Politics & Government

New faces seeking four open seats on Lexington's Urban County Council

Voters will soon choose someone new to represent them on the Lexington-Fayette Urban County Council in four districts where the incumbent did not seek re-election.

Vying for seats in the 2nd, 7th, 9th and 10th Districts are a former councilwoman and a field of political newcomers.

The districts are diverse, ranging from suburban neighborhoods to sections of downtown, but they share many common issues. The most serious is a $260 million unfunded liability in the police and fire fighters pension fund. The projected shortfall grows to more than $550 million when the cost of medical benefits is included.

Solving the problem is complicated by the fact that the Kentucky General Assembly sets the rules for the program, which the city then must fund.

Other topics council members may face in the next two years include the future of an aging Rupp Arena, deciding whether to convert several downtown streets from one-way to two-way, and implementing an agreement with the Environmental Protection Agency that requires costly improvements to old storm sewers and inadequate sanitary sewers.

2nd District

In the 2nd District, political newcomers Shevawn Akers and Brannon Dunn are competing to replace Councilman Tom Blues, who is retiring after three terms on the council. The district extends from the west end of downtown to Masterson Station and surrounding neighborhoods.

Akers has raised substantially more money, according to the most recent report filed with the Kentucky Registry of Election Finance. She had raised $8,445 and had $1,569 on hand as of Oct. 5; Dunn reported raising $450 and had spent $556.

Akers, 38, a social worker, said the unfunded liability in the police and fire pension fund is a pressing issue.

"We can't do much until that is resolved," she said, noting that extending the retirement age for future workers is one option to consider.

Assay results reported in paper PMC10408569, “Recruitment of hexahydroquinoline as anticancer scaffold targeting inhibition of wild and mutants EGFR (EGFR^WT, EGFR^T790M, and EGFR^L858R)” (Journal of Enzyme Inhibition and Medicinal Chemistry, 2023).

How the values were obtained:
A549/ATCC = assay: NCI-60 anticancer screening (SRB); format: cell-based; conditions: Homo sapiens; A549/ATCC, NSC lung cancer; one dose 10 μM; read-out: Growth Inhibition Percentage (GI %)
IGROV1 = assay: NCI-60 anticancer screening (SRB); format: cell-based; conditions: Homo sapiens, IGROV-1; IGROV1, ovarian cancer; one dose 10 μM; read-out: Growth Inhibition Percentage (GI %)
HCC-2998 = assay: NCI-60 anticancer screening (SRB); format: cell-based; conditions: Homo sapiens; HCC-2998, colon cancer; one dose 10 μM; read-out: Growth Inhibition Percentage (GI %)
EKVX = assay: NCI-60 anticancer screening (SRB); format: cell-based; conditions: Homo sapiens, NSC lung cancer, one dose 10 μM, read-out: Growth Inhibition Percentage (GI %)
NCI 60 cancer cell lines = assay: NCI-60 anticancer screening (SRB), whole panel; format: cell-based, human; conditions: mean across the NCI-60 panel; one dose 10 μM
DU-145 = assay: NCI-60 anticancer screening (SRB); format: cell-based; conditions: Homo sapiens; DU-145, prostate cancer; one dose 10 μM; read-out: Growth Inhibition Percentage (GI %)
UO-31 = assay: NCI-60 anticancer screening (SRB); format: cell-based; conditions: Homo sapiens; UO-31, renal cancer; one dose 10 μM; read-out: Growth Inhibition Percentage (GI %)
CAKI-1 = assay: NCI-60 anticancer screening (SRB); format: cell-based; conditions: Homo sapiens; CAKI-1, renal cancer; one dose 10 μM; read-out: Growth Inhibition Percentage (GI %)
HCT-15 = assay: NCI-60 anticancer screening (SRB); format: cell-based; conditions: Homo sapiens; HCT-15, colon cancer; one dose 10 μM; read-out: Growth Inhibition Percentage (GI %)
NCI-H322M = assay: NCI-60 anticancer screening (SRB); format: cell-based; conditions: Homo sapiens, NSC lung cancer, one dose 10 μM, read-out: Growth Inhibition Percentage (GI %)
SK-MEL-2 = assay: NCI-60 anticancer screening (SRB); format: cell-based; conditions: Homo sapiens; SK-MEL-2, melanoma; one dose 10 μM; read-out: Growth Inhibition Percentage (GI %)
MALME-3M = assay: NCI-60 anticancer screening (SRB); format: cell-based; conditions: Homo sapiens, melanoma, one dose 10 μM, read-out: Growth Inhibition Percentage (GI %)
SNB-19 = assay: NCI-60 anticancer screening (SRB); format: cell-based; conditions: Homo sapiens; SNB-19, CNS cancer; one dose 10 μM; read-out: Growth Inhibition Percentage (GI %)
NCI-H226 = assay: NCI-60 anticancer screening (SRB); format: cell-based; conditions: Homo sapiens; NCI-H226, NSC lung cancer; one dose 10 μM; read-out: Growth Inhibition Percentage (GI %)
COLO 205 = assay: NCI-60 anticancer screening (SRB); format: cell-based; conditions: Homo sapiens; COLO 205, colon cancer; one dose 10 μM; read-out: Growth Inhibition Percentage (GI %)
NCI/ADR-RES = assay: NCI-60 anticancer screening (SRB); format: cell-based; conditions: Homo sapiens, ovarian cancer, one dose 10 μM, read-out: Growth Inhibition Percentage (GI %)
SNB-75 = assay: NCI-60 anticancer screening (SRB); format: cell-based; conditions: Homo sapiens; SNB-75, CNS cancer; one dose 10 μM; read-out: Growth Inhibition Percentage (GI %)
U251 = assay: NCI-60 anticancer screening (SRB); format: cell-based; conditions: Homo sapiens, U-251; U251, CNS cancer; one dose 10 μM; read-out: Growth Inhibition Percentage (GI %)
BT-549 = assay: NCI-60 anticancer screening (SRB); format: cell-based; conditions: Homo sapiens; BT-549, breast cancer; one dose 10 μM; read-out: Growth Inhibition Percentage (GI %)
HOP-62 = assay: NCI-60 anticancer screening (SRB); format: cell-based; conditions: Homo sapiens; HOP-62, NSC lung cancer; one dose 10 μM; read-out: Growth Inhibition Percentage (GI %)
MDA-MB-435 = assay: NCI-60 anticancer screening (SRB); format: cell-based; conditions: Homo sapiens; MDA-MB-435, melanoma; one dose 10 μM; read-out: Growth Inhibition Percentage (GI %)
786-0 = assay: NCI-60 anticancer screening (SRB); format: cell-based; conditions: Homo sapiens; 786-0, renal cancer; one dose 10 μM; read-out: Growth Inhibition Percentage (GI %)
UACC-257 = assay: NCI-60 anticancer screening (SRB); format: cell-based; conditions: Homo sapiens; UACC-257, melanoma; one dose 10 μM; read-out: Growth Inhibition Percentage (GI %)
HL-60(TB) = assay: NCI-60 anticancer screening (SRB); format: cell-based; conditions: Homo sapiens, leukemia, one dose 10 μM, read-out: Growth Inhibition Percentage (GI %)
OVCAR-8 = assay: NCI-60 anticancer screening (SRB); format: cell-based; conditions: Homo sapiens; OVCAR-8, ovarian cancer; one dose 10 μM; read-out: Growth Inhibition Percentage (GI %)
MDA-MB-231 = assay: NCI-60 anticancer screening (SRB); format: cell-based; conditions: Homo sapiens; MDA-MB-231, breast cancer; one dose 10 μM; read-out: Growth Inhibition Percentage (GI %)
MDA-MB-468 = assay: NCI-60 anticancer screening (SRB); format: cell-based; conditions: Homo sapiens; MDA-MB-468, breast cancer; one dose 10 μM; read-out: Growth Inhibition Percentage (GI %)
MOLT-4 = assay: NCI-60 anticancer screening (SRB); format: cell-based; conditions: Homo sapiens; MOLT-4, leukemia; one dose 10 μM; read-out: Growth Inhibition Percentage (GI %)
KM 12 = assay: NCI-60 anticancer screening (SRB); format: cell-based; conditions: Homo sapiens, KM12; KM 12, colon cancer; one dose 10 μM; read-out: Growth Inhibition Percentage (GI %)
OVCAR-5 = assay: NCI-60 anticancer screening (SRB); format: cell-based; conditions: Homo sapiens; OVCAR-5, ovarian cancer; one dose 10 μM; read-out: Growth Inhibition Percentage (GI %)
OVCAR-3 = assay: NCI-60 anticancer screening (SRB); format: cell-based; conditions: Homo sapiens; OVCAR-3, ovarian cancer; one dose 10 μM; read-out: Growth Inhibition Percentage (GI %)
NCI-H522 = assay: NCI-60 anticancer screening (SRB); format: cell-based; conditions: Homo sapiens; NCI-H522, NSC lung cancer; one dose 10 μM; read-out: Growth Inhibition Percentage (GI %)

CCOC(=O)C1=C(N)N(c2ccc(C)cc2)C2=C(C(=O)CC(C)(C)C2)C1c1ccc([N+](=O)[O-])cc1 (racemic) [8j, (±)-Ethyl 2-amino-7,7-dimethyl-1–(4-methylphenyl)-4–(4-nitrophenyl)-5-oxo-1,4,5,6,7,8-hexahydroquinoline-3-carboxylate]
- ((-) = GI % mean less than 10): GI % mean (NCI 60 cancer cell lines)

Akers said she fully supports renovation of Rupp Arena and building a new convention center.

"Those projects will bring more business into downtown, more jobs and more conventions," she said. "Those are all things we need in order to raise more money to pay off all our debt."

Extending the Town Branch Trail, getting basketball courts and tennis courts to enhance Masterson Station Park and getting tough on owners of blighted property who don't make repairs are other issues Akers wants to advance.

Dunn, 31, owner of a professional cleaning service, said he would promote entrepreneurship to create more jobs and increase city revenue. He recommends adding $2 to speeding tickets as an additional revenue source for the police and fire pension fund.

If private funding can be found to renovate Rupp Arena and build a new convention center, Dunn said he would be supportive.

He said the council must work to help some neighborhoods in the 2nd District that are stricken by poverty, youth violence, lack of education and high unemployment.

"I would look at creative ways council could partner with the school system to improve education. That's one of the keys for improving people's lives," he said.

7th District

Jennifer Scutchfield, 39, a research and development officer for the Girl Scouts, is the only candidate in the 7th District, which stretches along Richmond Road from New Circle to Interstate 75. She will fill the seat being vacated by council member KC Crosbie.

Prior to the primary election, Jason Scott Rainey was disqualified as a candidate after an audit of his petition found it did not contain 100 valid signatures, the minimum needed to run for office.

On issues such as the unfunded pension liability, traffic patterns for downtown streets and renovating Rupp Arena, Scutchfield said she needed more information to make an informed decision.